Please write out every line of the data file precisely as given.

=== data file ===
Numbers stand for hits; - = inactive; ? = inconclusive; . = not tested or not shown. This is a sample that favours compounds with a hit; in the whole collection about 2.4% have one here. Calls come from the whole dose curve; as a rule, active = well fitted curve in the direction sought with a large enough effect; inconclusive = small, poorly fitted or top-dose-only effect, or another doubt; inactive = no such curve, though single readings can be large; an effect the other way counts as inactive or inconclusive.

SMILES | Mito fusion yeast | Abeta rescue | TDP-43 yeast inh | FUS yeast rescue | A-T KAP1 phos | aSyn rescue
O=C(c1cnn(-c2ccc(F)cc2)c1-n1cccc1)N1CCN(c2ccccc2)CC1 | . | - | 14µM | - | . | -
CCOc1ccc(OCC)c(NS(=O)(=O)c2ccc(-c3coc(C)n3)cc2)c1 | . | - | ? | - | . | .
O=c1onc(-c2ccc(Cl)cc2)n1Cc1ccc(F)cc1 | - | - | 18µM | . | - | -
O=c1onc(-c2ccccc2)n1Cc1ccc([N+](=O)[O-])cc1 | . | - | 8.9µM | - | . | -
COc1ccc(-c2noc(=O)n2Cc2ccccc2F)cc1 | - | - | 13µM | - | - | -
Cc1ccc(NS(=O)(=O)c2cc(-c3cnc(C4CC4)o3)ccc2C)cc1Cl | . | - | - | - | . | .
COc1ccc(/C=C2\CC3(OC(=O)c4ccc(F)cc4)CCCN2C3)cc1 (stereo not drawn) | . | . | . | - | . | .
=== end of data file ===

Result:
Numbers stand for hits; - = inactive; ? = inconclusive; . = not tested or not shown. This is a sample that favours compounds with a hit; in the whole collection about 2.4% have one here. Calls come from the whole dose curve; as a rule, active = well fitted curve in the direction sought with a large enough effect; inconclusive = small, poorly fitted or top-dose-only effect, or another doubt; inactive = no such curve, though single readings can be large; an effect the other way counts as inactive or inconclusive.

SMILES | Mito fusion yeast | Abeta rescue | TDP-43 yeast inh | FUS yeast rescue | A-T KAP1 phos | aSyn rescue
O=C(c1cnn(-c2ccc(F)cc2)c1-n1cccc1)N1CCN(c2ccccc2)CC1 | . | - | 14µM | - | . | -
CCOc1ccc(OCC)c(NS(=O)(=O)c2ccc(-c3coc(C)n3)cc2)c1 | . | - | ? | - | . | .
O=c1onc(-c2ccc(Cl)cc2)n1Cc1ccc(F)cc1 | - | - | 18µM | . | - | -
O=c1onc(-c2ccccc2)n1Cc1ccc([N+](=O)[O-])cc1 | . | - | 8.9µM | - | . | -
COc1ccc(-c2noc(=O)n2Cc2ccccc2F)cc1 | - | - | 13µM | - | - | -
Cc1ccc(NS(=O)(=O)c2cc(-c3cnc(C4CC4)o3)ccc2C)cc1Cl | . | - | - | - | . | .
COc1ccc(/C=C2\CC3(OC(=O)c4ccc(F)cc4)CCCN2C3)cc1 (stereo not drawn) | . | . | . | - | . | .